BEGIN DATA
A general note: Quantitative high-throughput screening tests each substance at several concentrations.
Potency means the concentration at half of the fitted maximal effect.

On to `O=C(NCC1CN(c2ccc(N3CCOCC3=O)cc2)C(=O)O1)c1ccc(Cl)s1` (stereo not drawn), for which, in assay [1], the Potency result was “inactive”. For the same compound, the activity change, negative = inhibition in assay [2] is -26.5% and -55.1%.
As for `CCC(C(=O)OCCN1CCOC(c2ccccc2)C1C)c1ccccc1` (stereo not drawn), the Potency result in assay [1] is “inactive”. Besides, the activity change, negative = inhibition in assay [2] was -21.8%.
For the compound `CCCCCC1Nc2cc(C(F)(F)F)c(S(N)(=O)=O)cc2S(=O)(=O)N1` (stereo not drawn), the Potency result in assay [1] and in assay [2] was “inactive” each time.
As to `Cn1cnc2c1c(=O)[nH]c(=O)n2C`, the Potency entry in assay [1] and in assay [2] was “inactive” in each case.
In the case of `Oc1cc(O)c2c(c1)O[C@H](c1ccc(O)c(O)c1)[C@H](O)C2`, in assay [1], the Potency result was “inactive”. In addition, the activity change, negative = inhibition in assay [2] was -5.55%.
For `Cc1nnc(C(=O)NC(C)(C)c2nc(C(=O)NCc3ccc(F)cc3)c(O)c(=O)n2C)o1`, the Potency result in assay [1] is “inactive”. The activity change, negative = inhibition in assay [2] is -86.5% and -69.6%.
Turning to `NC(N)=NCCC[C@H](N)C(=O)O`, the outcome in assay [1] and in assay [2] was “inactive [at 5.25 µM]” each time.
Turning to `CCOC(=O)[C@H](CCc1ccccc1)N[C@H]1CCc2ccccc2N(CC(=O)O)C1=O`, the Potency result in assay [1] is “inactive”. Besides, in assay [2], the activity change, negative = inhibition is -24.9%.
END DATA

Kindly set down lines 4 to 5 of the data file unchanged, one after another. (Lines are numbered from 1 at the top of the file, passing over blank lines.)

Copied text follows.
As for `CCC(C(=O)OCCN1CCOC(c2ccccc2)C1C)c1ccccc1` (stereo not drawn), the Potency result in assay [1] is “inactive”. Besides, the activity change, negative = inhibition in assay [2] was -21.8%.
For the compound `CCCCCC1Nc2cc(C(F)(F)F)c(S(N)(=O)=O)cc2S(=O)(=O)N1` (stereo not drawn), the Potency result in assay [1] and in assay [2] was “inactive” each time.